Even if you don’t “praat die taal” you’ve heard these words before – and while there’s no real English alternative, you know exactly what they mean . . .
Used to convey everything from pity to exasperation, it’s an emotive word South Africans of all backgrounds use daily! It’s most commonly heard preceding the word “shame”, as in”Ag shame, that kitten is so cute . . .”
Yes, you could technically translate bakkie to pick-up truck, but honestly when was the last time you heard a South African – even the prim and proper English folks from Constantia – call it that?
Bosberaads = teambuilding + gees! (see below)
The word comes from the Afrikaans bos (bush) and beraad (deliberation), and was traditionally used to refer to a strategy or teambuilding session held in the bush or on a game reserve. But nowadays the word is used for any teambuilding trip, regardless of location.
A beautifully expressive exclamation, for when the ever-so-polite “ouch” doesn’t quite cut it. Stubbing one’s toe, for example, is a perfect opportunity to use this word.
Picture a packed rugby stadium, emotions running high, where green-and-gold-clad South Africans are on their feet screaming themselves hoarse for their boys. Or a living room in Durbs, where time seems to move in slow motion as athletics fans on the edge of their couches watch Wayde van Niekerk’s final few metres in the 400 m final at the 2016 Rio Olympics. That electric atmosphere is full of gees, and we’d argue that no one does it quite the way South Africans do.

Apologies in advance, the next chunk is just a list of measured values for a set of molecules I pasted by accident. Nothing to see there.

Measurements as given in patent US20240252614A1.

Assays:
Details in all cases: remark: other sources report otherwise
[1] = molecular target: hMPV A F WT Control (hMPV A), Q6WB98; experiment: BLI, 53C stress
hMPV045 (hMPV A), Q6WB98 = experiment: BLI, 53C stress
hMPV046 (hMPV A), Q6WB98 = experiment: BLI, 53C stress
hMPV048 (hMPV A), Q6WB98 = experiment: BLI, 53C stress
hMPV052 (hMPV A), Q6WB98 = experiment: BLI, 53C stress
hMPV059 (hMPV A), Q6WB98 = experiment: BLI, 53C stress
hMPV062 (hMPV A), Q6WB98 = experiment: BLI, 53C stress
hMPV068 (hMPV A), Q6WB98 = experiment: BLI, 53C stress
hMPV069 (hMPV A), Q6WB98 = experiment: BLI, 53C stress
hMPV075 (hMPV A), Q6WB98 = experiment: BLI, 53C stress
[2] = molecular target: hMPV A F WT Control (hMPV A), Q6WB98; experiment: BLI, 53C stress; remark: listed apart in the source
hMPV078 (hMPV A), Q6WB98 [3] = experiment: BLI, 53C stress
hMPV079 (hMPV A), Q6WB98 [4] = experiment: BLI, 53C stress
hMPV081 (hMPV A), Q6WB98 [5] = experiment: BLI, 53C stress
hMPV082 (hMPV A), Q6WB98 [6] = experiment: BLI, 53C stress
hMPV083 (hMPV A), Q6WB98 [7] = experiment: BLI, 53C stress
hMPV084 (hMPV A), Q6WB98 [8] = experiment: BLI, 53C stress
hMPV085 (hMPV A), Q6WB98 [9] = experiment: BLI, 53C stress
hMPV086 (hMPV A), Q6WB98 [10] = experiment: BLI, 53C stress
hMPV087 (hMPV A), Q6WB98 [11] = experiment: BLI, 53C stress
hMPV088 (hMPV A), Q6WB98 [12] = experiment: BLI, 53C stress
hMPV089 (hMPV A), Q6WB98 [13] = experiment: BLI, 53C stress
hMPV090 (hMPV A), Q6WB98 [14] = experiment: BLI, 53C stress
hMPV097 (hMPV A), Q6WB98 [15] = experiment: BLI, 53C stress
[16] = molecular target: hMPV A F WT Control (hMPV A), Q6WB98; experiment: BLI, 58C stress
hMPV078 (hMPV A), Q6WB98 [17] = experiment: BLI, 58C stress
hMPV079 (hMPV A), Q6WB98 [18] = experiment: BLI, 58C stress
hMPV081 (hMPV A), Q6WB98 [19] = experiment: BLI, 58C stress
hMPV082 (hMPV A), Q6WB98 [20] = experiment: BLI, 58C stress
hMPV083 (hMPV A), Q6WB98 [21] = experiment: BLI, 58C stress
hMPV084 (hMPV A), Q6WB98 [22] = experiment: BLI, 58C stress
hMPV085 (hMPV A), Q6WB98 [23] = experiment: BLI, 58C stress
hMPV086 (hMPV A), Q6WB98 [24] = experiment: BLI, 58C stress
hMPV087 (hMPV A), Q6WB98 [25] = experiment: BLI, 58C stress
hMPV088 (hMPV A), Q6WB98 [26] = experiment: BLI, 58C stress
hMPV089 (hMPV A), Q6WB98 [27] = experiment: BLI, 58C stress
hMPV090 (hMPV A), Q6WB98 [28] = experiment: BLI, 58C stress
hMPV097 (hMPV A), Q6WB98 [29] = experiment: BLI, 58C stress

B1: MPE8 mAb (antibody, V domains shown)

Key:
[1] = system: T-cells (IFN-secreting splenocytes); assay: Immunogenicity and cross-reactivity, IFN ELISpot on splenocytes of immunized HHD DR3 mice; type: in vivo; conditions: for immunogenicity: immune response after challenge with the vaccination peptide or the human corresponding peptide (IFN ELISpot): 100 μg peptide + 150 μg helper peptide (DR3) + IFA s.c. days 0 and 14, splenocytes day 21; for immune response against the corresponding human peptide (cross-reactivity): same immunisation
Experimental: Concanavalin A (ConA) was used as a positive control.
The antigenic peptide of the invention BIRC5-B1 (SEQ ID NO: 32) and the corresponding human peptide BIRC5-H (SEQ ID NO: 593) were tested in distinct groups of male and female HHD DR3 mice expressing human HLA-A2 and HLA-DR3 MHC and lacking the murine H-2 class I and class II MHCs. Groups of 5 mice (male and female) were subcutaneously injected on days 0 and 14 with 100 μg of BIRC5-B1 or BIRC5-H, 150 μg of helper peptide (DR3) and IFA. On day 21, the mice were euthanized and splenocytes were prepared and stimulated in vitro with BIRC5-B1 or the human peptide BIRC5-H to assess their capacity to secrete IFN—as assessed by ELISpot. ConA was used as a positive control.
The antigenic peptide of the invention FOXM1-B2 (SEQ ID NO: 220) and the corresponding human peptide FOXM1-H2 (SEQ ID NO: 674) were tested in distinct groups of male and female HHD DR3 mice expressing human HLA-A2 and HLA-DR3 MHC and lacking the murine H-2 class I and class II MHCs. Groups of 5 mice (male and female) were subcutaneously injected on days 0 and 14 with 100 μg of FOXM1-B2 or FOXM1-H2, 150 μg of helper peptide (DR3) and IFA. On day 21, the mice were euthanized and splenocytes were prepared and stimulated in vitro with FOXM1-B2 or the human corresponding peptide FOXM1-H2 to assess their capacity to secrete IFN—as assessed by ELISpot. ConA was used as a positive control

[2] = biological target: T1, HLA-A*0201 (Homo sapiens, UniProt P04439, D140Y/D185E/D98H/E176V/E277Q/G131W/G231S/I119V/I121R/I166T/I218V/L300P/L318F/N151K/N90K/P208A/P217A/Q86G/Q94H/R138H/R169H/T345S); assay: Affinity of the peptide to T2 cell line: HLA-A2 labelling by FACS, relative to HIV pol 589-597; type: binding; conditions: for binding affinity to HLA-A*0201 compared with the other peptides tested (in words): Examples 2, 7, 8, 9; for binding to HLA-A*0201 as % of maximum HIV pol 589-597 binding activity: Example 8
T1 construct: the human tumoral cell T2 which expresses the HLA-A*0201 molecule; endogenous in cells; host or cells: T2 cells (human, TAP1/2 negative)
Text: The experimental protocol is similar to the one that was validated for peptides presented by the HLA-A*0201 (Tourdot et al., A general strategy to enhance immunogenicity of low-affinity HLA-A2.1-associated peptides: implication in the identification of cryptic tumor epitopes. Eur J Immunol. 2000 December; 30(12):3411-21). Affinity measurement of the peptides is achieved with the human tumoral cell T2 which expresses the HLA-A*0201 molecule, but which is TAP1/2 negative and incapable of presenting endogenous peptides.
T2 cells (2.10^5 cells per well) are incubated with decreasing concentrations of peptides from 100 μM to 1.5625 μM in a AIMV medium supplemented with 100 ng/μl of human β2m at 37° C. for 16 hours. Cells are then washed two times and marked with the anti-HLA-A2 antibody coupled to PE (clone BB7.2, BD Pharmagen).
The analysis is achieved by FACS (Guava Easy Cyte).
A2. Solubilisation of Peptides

“Gross!” “Eew!” “Yuck!” “How could they?” Used to convey everything from shock to dismay, this lovely little word is often preceded by No 1 on our list.
Dervied from schelm, the German word for rascal or pest, skelm could mean one of several things in modern-day SA. For example, a skelm could be the oke (guy) that swiped your phone from your pocket at St George’s Park during the cricket match, but it could also refer to the crafty laaitie (see below) who managed to convince his teacher the dog really did eat his homework.
In SA, we have some special insects – like the Christmas beetles that seem to populate every crevice of your house for a few weeks every year, the Parktown prawns you find lurking on the stoep, or the flying ants that litter the lawn with their wings after a Joburg thunderstorm – the goggas we love to hate.
Some oulike (cute) okes also like to call their cherries (girlfriends) gogga as a term of endearment . . .
Young ‘un, little one, child – but particularly one of the male variety. Also more often used when the boy in question has been a bit naughty.
Some believe the name of this delicious local delicacy of richly spiced minced meat baked with an egg custard topping is derived from the Malayan word bumbu, meaning curry spices. Others reckon it came from the Indonesian dish bobotok (even though it consisted of very different ingredients).
Regardless, a recipe for bobotie first appeared in a Dutch cookbook in 1609, according to The South African Encyclopedia of Food and Cookery – and it’s been a South African family staple ever since.